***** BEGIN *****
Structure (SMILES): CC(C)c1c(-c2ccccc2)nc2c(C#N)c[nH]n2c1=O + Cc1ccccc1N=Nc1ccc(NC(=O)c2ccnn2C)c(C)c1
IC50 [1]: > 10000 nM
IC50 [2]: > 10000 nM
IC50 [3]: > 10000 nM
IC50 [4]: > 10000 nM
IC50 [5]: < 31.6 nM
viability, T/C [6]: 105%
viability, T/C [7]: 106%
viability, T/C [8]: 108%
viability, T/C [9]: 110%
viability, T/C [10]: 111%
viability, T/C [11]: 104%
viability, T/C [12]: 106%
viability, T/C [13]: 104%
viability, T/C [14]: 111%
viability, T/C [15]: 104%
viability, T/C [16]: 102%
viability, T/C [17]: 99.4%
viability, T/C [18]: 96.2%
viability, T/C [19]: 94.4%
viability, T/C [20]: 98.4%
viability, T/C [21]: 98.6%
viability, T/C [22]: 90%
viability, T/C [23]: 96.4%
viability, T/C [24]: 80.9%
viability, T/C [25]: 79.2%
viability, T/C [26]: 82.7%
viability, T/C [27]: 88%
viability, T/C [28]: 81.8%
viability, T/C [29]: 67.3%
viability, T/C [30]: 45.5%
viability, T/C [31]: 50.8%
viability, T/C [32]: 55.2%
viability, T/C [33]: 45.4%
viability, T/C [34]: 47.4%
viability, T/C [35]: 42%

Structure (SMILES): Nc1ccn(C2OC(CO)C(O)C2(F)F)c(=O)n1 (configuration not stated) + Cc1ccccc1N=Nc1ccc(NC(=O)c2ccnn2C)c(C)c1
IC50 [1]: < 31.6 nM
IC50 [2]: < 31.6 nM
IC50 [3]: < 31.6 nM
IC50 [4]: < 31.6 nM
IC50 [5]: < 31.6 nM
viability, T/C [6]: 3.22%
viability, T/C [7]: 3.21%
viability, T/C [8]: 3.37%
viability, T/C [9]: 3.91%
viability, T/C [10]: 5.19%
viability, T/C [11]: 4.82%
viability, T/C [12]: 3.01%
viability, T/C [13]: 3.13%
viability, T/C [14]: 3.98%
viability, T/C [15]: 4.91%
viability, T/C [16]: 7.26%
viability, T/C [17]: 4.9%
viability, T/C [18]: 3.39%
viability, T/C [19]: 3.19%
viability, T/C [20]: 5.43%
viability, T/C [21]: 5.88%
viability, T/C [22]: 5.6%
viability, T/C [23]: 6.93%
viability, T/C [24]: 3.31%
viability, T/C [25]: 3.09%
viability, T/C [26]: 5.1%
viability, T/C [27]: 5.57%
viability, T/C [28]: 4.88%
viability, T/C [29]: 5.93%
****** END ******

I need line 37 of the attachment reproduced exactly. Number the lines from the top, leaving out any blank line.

Structure (SMILES): Nc1ccn(C2OC(CO)C(O)C2(F)F)c(=O)n1 (configuration not stated) + Cc1ccccc1N=Nc1ccc(NC(=O)c2ccnn2C)c(C)c1